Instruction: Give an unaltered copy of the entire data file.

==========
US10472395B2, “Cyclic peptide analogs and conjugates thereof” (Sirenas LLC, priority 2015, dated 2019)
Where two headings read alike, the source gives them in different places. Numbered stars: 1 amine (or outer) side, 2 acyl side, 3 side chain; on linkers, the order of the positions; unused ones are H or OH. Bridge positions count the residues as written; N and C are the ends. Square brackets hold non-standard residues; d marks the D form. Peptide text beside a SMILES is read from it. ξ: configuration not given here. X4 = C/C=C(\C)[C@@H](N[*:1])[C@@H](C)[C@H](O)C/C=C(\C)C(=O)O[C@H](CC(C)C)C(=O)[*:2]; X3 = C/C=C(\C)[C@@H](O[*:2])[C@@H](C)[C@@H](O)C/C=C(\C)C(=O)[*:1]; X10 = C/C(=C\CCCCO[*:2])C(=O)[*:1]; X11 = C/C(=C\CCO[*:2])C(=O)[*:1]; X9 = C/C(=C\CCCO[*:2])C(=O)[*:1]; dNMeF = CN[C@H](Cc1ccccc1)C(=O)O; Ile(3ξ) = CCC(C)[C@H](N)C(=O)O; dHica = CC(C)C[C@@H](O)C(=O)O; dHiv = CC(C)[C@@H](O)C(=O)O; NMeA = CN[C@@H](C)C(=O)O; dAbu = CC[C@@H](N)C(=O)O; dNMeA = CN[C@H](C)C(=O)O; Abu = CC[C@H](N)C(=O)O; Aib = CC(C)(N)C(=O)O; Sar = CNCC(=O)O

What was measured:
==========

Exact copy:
US10472395B2, “Cyclic peptide analogs and conjugates thereof” (Sirenas LLC, priority 2015, dated 2019)
Where two headings read alike, the source gives them in different places. Numbered stars: 1 amine (or outer) side, 2 acyl side, 3 side chain; on linkers, the order of the positions; unused ones are H or OH. Bridge positions count the residues as written; N and C are the ends. Square brackets hold non-standard residues; d marks the D form. Peptide text beside a SMILES is read from it. ξ: configuration not given here. X4 = C/C=C(\C)[C@@H](N[*:1])[C@@H](C)[C@H](O)C/C=C(\C)C(=O)O[C@H](CC(C)C)C(=O)[*:2]; X3 = C/C=C(\C)[C@@H](O[*:2])[C@@H](C)[C@@H](O)C/C=C(\C)C(=O)[*:1]; X10 = C/C(=C\CCCCO[*:2])C(=O)[*:1]; X11 = C/C(=C\CCO[*:2])C(=O)[*:1]; X9 = C/C(=C\CCCO[*:2])C(=O)[*:1]; dNMeF = CN[C@H](Cc1ccccc1)C(=O)O; Ile(3ξ) = CCC(C)[C@H](N)C(=O)O; dHica = CC(C)C[C@@H](O)C(=O)O; dHiv = CC(C)[C@@H](O)C(=O)O; NMeA = CN[C@@H](C)C(=O)O; dAbu = CC[C@@H](N)C(=O)O; dNMeA = CN[C@H](C)C(=O)O; Abu = CC[C@H](N)C(=O)O; Aib = CC(C)(N)C(=O)O; Sar = CNCC(=O)O

What was measured: